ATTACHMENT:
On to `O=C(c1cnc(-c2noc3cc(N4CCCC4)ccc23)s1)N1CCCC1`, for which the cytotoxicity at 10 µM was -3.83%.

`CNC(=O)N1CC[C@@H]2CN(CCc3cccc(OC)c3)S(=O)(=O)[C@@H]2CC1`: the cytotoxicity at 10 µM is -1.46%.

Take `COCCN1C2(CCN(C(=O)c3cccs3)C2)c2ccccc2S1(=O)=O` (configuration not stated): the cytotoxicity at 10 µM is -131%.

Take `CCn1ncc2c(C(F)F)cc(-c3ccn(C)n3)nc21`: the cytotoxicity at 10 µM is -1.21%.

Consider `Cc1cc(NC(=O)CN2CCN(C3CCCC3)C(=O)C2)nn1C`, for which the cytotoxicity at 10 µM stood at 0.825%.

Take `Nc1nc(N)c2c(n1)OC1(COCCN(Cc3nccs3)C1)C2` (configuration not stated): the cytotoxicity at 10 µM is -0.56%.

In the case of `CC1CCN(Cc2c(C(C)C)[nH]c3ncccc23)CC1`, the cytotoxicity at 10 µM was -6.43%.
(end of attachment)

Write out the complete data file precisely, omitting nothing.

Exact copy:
On to `O=C(c1cnc(-c2noc3cc(N4CCCC4)ccc23)s1)N1CCCC1`, for which the cytotoxicity at 10 µM was -3.83%.

`CNC(=O)N1CC[C@@H]2CN(CCc3cccc(OC)c3)S(=O)(=O)[C@@H]2CC1`: the cytotoxicity at 10 µM is -1.46%.

Take `COCCN1C2(CCN(C(=O)c3cccs3)C2)c2ccccc2S1(=O)=O` (configuration not stated): the cytotoxicity at 10 µM is -131%.

Take `CCn1ncc2c(C(F)F)cc(-c3ccn(C)n3)nc21`: the cytotoxicity at 10 µM is -1.21%.

Consider `Cc1cc(NC(=O)CN2CCN(C3CCCC3)C(=O)C2)nn1C`, for which the cytotoxicity at 10 µM stood at 0.825%.

Take `Nc1nc(N)c2c(n1)OC1(COCCN(Cc3nccs3)C1)C2` (configuration not stated): the cytotoxicity at 10 µM is -0.56%.

In the case of `CC1CCN(Cc2c(C(C)C)[nH]c3ncccc23)CC1`, the cytotoxicity at 10 µM was -6.43%.